Athena Papadopoulos is Making Her Mark

Photo by Elliot Kennedy
Photo by Elliot Kennedy

Looking at one of the Pepto Bismol-pink canvases of artist Athena Papadopoulos is a bit like staring into the hedonistic world of Hieronymus Bosch’s Garden of Earthly Delights. Papadopoulos’ mixed-media paintings, comprised of collage, illustration and materials such as bed sheets, lipstick, and hair dye, beckon the viewer to fall into a virtual wormhole of multi-layered symbols; floating shiny red lips (clipped from a fashion magazine); the serpentine trail of a Celtic arm-sleeve tattoo; a menacing tarantula at the centre of it all. It’s the very picture of a bacchanalian scene that is both beautiful and grotesque. In an era where digital reigns supreme, her work has particular resonance: nostalgia for the handmade, especially as it pertains to visual imagery, has hit a fever pitch, and Papadopoulos is clearly showing us something we haven’t seen before (or maybe we have—a throwback to the sketches and collages from the diaries of our youth).

The London-based, Canadian-born artist, 28, is having something of a moment: this past year, she was named to Forbes’ 30 Under 30 list, and had her first solo show in May at Frieze New York, the world’s biggest contemporary art show. Papadopoulos’ work was shown in the Focus section of up-and-coming talent, and her exhibit, presented by Berlin’s Supportico Lopez, was name-checked by both The New York Times and online art resource, Artsy, as a must-see on the fair circuit. “The feedback was overwhelmingly positive from various media outlet—that was a nice surprise,” she says. “I am just happy people were able to respond to my work given the context of the inherently competitive and somewhat time-pressured nature of viewing very new art at an art fair.”


Her colourful canvasses, often created from bed sheets, are striking in and of themselves—the richly saturated, vivid green and candy-apple-red works are standouts—but they become even more interesting once you learn they were made from materials as diverse as red wine, iodine and nail polish. “I am drawn to the fact that these materials are not paint in the traditional sense. I mean, they are to me, because that is how I use them, to stain and deface, make-over/under the surfaces in which they are applied,” says Papadopoulos. “They are mostly materials used to stain the inside or outside of the body, but all together they may suggest that the paintings/sculptures doused in these materials may be preparing for, or recovering from, a fantastically debauched night on the town.”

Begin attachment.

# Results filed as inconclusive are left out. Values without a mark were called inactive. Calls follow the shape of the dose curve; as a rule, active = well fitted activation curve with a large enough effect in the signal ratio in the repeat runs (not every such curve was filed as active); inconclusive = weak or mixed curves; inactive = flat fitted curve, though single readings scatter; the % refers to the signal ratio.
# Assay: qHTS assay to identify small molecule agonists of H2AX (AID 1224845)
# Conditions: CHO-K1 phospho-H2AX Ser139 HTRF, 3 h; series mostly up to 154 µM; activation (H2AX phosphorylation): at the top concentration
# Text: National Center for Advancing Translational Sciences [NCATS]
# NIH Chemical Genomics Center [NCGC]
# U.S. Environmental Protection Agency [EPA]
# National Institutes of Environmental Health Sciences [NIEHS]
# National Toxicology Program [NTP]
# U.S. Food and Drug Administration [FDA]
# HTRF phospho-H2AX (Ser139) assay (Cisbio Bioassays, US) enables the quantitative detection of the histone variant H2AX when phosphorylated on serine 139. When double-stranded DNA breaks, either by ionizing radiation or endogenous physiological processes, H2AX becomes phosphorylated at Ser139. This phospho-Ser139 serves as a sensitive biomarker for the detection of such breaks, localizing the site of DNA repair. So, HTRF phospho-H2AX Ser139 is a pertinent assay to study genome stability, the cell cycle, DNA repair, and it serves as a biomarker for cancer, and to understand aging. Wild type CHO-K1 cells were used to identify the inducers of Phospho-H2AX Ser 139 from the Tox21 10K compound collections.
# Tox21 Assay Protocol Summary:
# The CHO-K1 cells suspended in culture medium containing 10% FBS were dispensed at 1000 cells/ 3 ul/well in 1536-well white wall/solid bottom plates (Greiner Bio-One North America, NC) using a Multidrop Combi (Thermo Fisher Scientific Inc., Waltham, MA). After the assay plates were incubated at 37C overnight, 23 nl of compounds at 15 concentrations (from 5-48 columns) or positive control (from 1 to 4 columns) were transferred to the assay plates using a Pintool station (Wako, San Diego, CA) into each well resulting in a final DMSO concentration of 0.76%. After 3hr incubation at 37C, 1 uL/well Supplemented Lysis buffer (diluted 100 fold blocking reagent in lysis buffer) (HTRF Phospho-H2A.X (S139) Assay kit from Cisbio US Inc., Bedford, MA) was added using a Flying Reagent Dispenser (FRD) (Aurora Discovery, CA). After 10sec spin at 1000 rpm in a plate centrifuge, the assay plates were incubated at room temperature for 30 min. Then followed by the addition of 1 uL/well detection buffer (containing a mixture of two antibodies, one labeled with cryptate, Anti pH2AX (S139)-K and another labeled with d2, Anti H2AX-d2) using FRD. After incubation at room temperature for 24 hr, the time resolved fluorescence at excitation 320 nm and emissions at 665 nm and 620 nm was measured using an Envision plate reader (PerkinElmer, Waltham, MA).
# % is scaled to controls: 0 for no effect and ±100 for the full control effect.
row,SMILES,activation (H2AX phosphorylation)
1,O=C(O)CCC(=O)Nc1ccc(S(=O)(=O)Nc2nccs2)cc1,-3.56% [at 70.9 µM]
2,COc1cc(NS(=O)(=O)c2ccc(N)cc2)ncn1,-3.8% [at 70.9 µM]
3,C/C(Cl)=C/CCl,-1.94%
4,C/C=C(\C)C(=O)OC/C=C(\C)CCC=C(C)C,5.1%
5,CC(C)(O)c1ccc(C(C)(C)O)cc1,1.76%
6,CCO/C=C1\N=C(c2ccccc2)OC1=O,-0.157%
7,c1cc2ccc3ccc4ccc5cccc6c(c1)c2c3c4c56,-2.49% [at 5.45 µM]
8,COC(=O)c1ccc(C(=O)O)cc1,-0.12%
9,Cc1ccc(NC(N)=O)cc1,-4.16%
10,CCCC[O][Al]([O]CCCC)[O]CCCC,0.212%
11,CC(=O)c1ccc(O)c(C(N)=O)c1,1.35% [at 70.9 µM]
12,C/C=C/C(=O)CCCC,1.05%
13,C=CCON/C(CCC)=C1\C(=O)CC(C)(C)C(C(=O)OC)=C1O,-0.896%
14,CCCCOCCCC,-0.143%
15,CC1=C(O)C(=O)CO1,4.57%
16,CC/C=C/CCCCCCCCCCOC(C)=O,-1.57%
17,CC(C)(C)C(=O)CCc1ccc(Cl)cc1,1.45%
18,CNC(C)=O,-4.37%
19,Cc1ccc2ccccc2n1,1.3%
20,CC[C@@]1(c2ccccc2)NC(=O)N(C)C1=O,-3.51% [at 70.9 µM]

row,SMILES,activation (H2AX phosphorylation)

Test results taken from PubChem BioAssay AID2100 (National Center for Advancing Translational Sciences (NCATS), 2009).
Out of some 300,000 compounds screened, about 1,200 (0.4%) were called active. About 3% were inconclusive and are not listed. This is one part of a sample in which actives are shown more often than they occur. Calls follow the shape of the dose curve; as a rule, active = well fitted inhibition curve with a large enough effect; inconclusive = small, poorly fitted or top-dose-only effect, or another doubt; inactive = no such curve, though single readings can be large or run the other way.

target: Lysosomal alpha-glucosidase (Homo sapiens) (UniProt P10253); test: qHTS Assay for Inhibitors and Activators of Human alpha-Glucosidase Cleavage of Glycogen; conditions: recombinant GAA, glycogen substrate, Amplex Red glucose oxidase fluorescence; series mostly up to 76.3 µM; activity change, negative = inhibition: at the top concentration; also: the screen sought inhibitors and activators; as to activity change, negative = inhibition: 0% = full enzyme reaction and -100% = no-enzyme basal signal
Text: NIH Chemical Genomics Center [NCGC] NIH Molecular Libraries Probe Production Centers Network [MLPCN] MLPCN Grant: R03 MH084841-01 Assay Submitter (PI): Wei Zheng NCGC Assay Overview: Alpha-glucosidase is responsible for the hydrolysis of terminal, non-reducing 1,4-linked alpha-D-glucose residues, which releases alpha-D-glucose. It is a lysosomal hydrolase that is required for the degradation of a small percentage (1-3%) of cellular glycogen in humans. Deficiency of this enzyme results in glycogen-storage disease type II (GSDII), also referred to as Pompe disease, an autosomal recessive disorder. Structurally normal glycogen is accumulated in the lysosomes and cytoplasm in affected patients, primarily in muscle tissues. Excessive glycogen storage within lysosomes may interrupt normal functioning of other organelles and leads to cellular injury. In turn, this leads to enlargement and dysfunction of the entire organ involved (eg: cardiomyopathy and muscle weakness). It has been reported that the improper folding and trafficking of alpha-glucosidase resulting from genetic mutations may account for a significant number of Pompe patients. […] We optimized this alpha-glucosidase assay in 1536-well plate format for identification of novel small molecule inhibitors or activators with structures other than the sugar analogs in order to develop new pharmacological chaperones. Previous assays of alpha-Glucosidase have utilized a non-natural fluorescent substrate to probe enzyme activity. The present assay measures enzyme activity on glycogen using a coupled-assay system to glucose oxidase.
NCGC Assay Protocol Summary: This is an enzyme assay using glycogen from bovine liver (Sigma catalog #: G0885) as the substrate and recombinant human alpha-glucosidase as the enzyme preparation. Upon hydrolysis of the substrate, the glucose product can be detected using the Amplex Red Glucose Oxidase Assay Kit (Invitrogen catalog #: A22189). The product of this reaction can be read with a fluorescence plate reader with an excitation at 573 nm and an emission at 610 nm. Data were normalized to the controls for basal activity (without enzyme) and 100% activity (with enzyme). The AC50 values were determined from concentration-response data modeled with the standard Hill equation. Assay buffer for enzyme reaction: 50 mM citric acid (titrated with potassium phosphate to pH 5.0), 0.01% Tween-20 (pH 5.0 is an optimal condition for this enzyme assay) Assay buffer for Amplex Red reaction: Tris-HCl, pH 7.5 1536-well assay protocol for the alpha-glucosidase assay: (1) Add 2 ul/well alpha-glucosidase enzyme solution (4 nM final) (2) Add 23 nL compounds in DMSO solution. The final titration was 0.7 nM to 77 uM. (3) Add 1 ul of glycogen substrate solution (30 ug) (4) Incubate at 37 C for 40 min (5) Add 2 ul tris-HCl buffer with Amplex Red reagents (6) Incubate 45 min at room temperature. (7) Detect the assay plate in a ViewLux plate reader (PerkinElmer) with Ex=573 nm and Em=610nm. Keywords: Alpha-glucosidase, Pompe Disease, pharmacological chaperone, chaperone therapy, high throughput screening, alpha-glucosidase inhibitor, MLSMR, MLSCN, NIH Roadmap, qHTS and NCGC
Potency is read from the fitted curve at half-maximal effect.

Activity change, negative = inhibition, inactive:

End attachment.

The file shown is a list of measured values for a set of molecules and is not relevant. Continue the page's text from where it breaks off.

Indeed, the theme of revelry and wild, raucous parties, and in turn, the next-day regret that often comes with them, crops up frequently in her work. While Papadopoulos started out working from personal experience and took an autobiographical approach to her works, they have since become more complex, and in some cases, fictionalized depictions of indulgence, weaving in pop-cultural, historical, and literary references. “I’m interested in how other demographics find release, and the different behaviours and relationships that spring from such scenarios,” she says. “Most of the crazy parties I imagine are a conglomeration of things I have read about or watched in films or on TV and then I mix them with real life experiences.”


Papadopoulos’ works can be visceral and raw, and at the same time, whimsically magical: just witness her stuffed sculptures stained with her trademark magenta hue that look like the disembodied limbs of some otherworldly, fantastical creature. It’s these inherent contradictions in her work that make them endlessly fascinating, and something that Papadopoulos seems to revel in: “I don’t necessarily see the work as grotesque or beautiful and I certainly do not have beauty or grotesqueness as goals to work toward,” she says. “I like to think more about how something can be at once decomposing but also intensely radiating, whilst still making sure that I have a connection to the overall project on some personal level—that those aspects do not run too far away is really paramount to my project.”

Papadopoulos’ work is currently on view at the David Roberts Art Foundation in London until December 10 in a group exhibition titled Streams of Warm Impermanence. In November, her work will be presented at New York gallery, Shoot the Lobster.